New Zealand’s English Has a Distinct Linguistic Identity

“New Zealand English is like English, but different. And it’s developing in a direction all of its own,” according to New Zealand copywriter Sam O’Flaherty in a piece for the Guardian. “Tumeke!”

“Enough about the ‘British style’ and the ‘American way’ already. There are other nations speaking English out there. It is the official language in 58 sovereign states and recognised, if not spoken, almost everywhere else. One such place is New Zealand, where we speak a special language. Let’s call it Kiwinglish.

“The Maori language is not only the biggest difference between Kiwinglish and British and American English, it’s also the most significant driver of linguistic and cultural differentiation. And most importantly, its use in everyday language is on the up.

“The Maori language is evident in more than just spoken, colloquial language. It is becoming part of the language of NZ officialdom. Take tangata whenua (people of the land) and iwi (tribe) for example. They’re now commonly used in the press and, importantly, in legislation, without an accompanying English translation.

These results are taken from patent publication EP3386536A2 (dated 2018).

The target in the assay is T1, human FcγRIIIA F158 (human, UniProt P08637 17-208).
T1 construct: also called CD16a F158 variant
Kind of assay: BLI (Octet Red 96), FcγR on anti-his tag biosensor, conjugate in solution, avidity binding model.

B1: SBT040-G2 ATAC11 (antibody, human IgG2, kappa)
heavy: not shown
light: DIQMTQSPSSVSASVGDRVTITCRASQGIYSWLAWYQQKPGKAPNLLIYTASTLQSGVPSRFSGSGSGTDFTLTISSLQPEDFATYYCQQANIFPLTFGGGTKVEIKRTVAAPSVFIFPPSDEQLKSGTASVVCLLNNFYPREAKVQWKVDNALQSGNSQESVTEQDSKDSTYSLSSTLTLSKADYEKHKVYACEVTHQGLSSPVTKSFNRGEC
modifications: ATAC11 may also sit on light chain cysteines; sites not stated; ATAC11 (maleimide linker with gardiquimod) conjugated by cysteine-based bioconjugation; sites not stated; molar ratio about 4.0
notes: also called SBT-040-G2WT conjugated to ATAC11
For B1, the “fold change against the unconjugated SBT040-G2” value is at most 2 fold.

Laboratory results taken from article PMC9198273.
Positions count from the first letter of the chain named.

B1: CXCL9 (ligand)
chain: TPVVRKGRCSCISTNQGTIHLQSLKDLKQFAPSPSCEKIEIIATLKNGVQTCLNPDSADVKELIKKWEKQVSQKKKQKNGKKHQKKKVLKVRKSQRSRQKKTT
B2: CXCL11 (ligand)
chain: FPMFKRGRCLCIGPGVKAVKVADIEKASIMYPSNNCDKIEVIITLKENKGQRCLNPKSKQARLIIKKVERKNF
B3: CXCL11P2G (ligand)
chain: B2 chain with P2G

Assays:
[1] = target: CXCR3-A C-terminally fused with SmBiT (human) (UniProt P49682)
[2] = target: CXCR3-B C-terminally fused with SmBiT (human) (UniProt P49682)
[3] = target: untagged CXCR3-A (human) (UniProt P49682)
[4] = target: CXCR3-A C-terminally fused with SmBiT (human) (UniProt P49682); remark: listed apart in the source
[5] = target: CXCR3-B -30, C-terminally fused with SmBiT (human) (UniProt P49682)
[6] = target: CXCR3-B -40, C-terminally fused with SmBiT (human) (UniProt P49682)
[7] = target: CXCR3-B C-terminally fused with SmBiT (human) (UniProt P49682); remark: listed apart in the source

“Let’s look at what is perhaps the most obvious difference between Kiwis and Brits: the accent. The way that Kiwis flatten vowels into an unrecognisable monotone is all to do with phonemes, those perceptually distinct units of sound that make up a language. Officially, New Zealand English (NZE) has the same 20-vowel phoneme system as British received pronunciation. However, since the millennium, there are only 19 phonemes evident in spoken NZE. The distinction between the phonemes in ‘near’ and ‘square’, for example, has pretty much disappeared.

“So keep a taringa (ear) out for what’s happening with our common language down under. It’ll be a big help if you make the epic journey to our shores. It may also help to explain why what was once considered the most British of the colonies is drifting away.

“Ultimately, if you understand less and less of what we’re saying, how will you ever beat us at rugby?”

O’Flaherty works at London’s Barnaby Benson Copywriting.

Original article by Sam O’Flaherty, The Guardian, March 10, 2015.

Tags: Guardian (The)  Kiwinglish  Sam O'Flaherty  

Unique Prehistoric Dolphin Discovered

Unique Prehistoric Dolphin Discovered

A prehistoric dolphin newly discovered in the Hakataramea Valley in South Canterbury appears to have had a unique method for catching its prey, Evrim Yazgin writes for Cosmos magazine. Aureia rerehua was…